5 questions on meteors/asteroids, answered

As if some weren't already on edge with the prospect of an asteroid passing 17,000 miles from Earth, a meteorite exploded over Russian skies injuring 500 people. Scientists say the two aren't related, but there is a long list of questions many may have beyond that.

Here are some answers, according to Richard Henry, academy professor in Johns Hopkins University's Henry A. Rowland Department of Physics and Astronomy:

What is the difference between a meteor and an asteroid?

A meteor is a (usually tiny, tiny, thank goodness) asteroid that happens to hit Earth. 

17,000 miles doesn’t sound like much. How are scientists sure the asteroid is going to miss Earth?

We're just damned good.  Sorry for being facetious, but it is true.  The motion is very predictable, thanks to Isaac Newton.

How did the meteorite over Russia go undetected?

Easily, most meteors (the overwhelming majority) go undetected.  Thousands of them impact Earth every day, but only rarely one this big of course.

How often do meteors and asteroids hit Earth?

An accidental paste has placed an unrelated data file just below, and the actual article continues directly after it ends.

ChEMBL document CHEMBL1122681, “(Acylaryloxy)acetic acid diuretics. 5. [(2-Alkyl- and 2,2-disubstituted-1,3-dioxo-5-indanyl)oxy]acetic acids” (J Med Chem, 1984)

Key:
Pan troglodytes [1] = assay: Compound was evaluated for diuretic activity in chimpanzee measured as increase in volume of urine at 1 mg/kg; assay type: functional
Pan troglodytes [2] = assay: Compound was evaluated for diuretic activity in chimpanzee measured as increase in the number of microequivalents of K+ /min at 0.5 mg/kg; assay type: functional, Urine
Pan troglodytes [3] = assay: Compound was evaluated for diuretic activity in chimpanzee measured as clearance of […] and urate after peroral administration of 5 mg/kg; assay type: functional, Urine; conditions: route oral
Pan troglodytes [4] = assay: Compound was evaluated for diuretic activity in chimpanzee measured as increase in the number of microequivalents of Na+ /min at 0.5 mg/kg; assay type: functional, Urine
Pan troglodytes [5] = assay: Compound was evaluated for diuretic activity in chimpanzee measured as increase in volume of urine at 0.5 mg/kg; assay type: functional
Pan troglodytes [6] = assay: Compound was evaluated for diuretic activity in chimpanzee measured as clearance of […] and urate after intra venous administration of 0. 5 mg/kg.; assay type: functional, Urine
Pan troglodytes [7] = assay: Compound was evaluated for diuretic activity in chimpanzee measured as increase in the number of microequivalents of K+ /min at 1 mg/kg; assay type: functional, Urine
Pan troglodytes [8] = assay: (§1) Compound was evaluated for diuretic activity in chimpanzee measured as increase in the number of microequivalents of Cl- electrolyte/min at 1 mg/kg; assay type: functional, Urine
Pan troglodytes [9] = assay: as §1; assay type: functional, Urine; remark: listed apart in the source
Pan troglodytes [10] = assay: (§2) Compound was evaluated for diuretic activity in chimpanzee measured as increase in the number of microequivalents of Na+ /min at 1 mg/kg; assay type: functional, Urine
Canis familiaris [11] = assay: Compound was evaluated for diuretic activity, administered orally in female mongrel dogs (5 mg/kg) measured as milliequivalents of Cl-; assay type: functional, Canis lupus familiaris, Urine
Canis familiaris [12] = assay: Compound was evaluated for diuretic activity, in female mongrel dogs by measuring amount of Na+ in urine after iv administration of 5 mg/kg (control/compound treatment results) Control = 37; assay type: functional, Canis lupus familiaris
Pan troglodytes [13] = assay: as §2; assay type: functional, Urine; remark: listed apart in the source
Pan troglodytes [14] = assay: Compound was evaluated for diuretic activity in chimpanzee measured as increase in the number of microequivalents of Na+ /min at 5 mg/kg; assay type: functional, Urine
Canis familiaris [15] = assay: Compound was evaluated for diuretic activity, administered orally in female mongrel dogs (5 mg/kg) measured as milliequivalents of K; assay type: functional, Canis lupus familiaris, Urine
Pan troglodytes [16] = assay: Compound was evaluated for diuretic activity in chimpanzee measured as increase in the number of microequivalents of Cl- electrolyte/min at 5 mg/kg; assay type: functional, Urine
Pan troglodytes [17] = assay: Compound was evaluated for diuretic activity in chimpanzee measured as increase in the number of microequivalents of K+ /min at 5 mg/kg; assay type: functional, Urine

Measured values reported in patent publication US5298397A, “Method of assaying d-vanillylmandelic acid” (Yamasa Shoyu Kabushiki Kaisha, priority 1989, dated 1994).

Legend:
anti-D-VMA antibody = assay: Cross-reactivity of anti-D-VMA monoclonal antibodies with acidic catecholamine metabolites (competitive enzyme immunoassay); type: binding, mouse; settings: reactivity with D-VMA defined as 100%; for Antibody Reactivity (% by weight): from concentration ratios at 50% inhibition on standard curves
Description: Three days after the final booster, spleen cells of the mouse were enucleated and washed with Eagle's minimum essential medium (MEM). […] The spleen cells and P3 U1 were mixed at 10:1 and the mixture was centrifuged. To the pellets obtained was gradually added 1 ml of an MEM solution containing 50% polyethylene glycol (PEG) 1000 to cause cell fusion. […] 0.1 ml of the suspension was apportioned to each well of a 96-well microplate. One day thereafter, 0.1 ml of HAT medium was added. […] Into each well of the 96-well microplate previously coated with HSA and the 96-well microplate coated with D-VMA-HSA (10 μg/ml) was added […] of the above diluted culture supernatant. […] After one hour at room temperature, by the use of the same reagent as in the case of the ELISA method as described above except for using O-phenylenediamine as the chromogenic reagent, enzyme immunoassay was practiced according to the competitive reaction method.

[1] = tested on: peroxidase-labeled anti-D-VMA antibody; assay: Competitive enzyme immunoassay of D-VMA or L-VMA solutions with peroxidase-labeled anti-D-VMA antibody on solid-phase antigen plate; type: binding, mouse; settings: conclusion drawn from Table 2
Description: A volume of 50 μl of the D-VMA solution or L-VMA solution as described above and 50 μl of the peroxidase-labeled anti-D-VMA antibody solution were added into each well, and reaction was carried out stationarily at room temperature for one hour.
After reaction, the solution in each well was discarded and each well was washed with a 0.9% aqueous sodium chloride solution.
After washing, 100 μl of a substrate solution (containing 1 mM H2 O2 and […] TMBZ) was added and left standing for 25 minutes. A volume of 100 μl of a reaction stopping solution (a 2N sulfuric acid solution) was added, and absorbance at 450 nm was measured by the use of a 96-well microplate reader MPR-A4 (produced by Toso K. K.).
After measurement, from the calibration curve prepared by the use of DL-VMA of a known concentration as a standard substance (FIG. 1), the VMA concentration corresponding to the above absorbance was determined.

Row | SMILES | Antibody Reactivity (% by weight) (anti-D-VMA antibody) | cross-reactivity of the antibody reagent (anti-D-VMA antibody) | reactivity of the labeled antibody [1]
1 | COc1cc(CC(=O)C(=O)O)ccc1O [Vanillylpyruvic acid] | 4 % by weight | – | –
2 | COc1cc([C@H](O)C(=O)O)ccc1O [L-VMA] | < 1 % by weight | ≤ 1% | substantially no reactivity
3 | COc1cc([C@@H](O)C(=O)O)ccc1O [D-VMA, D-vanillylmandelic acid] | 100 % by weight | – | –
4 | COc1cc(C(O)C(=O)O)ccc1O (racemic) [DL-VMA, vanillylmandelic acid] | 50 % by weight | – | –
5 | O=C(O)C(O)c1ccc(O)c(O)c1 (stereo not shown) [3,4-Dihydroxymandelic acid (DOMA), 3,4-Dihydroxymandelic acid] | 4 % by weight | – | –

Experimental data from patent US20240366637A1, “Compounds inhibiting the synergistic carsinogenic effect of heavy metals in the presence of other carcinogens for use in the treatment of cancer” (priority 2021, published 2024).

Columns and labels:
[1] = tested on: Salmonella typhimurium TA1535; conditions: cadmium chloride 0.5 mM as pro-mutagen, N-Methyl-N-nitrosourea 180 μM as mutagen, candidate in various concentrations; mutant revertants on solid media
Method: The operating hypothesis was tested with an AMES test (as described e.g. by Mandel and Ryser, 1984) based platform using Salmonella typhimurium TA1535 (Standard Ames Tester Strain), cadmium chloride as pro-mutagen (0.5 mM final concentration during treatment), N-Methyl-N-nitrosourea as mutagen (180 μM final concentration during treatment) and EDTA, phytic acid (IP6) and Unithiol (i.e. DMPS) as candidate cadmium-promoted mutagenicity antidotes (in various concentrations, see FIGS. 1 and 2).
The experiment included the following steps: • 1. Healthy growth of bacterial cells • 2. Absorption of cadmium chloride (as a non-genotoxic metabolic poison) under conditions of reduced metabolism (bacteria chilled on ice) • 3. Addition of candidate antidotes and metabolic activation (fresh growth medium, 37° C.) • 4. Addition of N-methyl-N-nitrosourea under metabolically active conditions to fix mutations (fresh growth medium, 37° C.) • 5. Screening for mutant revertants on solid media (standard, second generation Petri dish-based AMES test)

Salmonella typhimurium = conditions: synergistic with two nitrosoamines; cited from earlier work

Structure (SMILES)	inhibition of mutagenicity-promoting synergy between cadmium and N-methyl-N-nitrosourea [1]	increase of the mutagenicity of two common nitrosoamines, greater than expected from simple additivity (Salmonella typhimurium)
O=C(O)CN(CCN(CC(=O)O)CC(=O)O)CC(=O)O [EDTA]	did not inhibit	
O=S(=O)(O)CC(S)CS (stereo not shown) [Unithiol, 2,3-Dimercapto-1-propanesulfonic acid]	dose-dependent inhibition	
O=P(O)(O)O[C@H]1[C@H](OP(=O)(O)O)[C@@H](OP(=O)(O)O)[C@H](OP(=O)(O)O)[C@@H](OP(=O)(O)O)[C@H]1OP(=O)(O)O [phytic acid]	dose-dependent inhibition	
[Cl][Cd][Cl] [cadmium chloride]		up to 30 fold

Meteors: thousands every day. Overwhelmingly tiny. Asteroids (i.e. much bigger): rarely, thank goodness.

How do scientists track asteroids and predict close passes that are years or decades away?

By photographing large parts of the sky every day, day after day, and computing orbits for detected asteroids.


And a bonus sixth question answered: How often do meteorites strike Maryland?

Not often, but it has happened. In 2011, a man who said he witnessed a falling meteor in Frederick told the Frederick News-Post that he found pieces of it later. In 2002, NASA confirmed that a Pasadena man recovered a meteorite that fell in the woods behind his home, according to Sun archives.

Before that, Smithsonian records show four previous meteorite finds in Maryland. The earliest was a 16 1/2-pound rock found in Charles County; a 1 pound iron meteorite was found near Emmitsburg in 1854; a 3-pounder was discovered in Garrett County in 1888; and another fell near St. Jerome's Creek in St. Mary's County in 1919.

Baltimore Sun librarian Paul McCardell contributed to this post.

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